Outlines Of Sports Wagering Package Emerge In Springfield

Sports Gambling NJ
Gamblers line up in Atlantic City, N.J. to place bets on the 2019 NCAA men's college basketball tournament — the first March Madness since legal gambling expanded last year in the U.S. Illinois lawmakers are mulling a plan to raise $200 million for the state next year by letting residents bet on their favorite sports teams. Wayne Parry / Associated Press
Sports Gambling NJ
Gamblers line up in Atlantic City, N.J. to place bets on the 2019 NCAA men's college basketball tournament — the first March Madness since legal gambling expanded last year in the U.S. Illinois lawmakers are mulling a plan to raise $200 million for the state next year by letting residents bet on their favorite sports teams. Wayne Parry / Associated Press

Outlines Of Sports Wagering Package Emerge In Springfield

WBEZ brings you fact-based news and information. Sign up for our newsletters to stay up to date on the stories that matter.

The first glimpse of how Illinois sports fans can begin betting on the Cubs, Bears and other teams is beginning to emerge in Springfield with legislation that would allow wagering at casinos, in convenience stores and even, possibly, over mobile phones.

Bets could focus on the winner of a game, how an individual player performs or even whether the next pitch in a baseball game is a curveball or a slider.

The U.S. Supreme Court last year permitted sports gambling in the states. And Illinois Gov. JB Pritzker is banking on the idea to bring in as much as $200 million in the next budget year. In following years, the Pritzker administration estimates the state would rake in between $77 million and $136 million annually from sports betting.

Hearings are expected at the Capitol next week on a package of legislative measures introduced by several House Democrats on Thursday.

Sports franchises also have a seat at the table, with some proposals offering to devote as much as a quarter of a percentage point from each bet to the sports leagues. And the money the state collects could go toward pensions, early-childhood programs and an infrastructure program, according to the lead legislative architect of the package, state Rep. Michael Zalewski, D-Riverside.

Zalewski, who chairs the House Revenue and Finance Committee, explained what he expects to see in a final package that could be submitted to the governor by late May. An edited transcript of his interview with WBEZ is below.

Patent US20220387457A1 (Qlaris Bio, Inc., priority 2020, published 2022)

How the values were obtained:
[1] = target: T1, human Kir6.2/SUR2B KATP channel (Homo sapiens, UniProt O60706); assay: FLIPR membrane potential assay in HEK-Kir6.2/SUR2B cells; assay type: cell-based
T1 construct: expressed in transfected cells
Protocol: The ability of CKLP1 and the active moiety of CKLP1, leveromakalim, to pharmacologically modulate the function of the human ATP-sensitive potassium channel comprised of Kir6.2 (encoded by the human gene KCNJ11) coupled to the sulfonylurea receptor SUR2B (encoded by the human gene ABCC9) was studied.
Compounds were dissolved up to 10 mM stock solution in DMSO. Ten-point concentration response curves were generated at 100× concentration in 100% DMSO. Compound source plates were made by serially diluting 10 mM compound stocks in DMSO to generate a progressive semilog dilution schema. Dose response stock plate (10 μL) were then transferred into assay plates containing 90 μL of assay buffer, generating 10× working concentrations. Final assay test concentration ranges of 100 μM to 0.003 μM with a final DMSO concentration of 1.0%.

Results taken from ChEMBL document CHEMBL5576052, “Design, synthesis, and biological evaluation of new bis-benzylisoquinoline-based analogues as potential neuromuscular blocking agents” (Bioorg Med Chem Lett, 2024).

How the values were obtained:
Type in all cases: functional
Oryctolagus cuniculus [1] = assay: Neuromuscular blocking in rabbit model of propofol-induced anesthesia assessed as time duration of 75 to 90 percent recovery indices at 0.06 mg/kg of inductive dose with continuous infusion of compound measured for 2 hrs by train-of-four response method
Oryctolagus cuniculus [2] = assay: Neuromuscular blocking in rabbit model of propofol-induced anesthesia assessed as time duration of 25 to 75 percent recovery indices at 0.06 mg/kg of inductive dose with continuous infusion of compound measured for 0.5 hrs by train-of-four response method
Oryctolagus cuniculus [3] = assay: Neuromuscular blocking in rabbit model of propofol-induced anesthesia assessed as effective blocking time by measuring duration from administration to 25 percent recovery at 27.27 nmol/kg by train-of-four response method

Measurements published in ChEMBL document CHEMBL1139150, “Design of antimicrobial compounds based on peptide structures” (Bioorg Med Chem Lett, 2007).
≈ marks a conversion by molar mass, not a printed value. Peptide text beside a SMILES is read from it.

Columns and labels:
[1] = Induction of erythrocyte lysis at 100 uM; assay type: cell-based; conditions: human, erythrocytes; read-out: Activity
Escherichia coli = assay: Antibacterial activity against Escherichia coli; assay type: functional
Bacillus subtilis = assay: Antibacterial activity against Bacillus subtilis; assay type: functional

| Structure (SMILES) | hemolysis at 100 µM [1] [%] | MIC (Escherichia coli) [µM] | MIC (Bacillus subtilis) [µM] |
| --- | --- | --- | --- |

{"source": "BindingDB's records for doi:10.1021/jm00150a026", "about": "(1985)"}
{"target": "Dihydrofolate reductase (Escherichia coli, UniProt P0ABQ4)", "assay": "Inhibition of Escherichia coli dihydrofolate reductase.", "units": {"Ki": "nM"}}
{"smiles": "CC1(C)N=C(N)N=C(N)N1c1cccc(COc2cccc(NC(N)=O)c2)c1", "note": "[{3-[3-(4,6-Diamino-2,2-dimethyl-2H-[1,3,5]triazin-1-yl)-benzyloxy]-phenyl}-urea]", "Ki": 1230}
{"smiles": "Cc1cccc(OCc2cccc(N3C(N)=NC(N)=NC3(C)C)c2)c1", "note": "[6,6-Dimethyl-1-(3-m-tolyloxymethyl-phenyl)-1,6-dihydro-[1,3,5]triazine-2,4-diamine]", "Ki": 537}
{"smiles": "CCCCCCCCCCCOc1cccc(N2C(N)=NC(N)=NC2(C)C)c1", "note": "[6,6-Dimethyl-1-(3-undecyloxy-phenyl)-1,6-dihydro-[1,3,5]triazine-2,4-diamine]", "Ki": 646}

Where would someone be able to place bets? Could they place a bet from their phones or from video gambling storefronts that are in shopping center storefronts all around the state?

There [are] four ideas. Two of them centered largely around where existing gaming already takes place: casinos, race tracks, OTBs. One of them is a lottery-based approach, where anywhere that a retailer would sell lottery tickets, they could sell sports-betting tickets, for lack of a better way of saying it. And fourth is sort of a hybrid of what the National Basketball Association and Major League Baseball want, so it could be all over, basically. There’s even a provision that says it could be Wrigley Field, Guaranteed Rate Field or the United Center.

Could someone make a bet on a sporting event over their phone?

I think in any modern economy, we need to consider the mobile approach because I just think that’s where most people are headed. That being said, I think there’s a real concern among my colleagues of overdoing it, sort of overheating it too early. So, we put in one of the models that if you wanted to do it on your phone, you’d have to hew to a bricks and mortar facility, so you’d have to physically still make the effort to go someplace to do it.

Really across the state, there’s been a proliferation of these video-gambling facilities that are showing up in shopping centers and places like that. Are those venues that you would see potential sports wagering done at?

I think you’re going to see different stakeholders come to the table with different ideas, and I don’t think it’s within my own personal purview to rule anything out or anything in. I am very mindful of the dynamic you raise about overproliferation.

You mentioned earlier the involvement, potentially, of the state lottery system. Is this the kind of thing where I could walk into a 7-11, buy a ticket, on this day I think Jon Lester is going to win at Wrigley Field, and the lottery would be responsible for the payout?

That’s one of the ideas. To be honest, that has the opportunity to produce the most upfront revenue for the state.

How old would a person have to be to place a bet?


Up until this point, Chicago hasn’t succeeded in its efforts to land a city casino. The city also has decided against allowing video gambling. How would your proposal treat Chicago?

As it exists, it’s pretty silent on Chicago, and that’s not a reflection of any one thing. Whenever they elect a mayor, whoever she is will probably have a thought on sports gambling.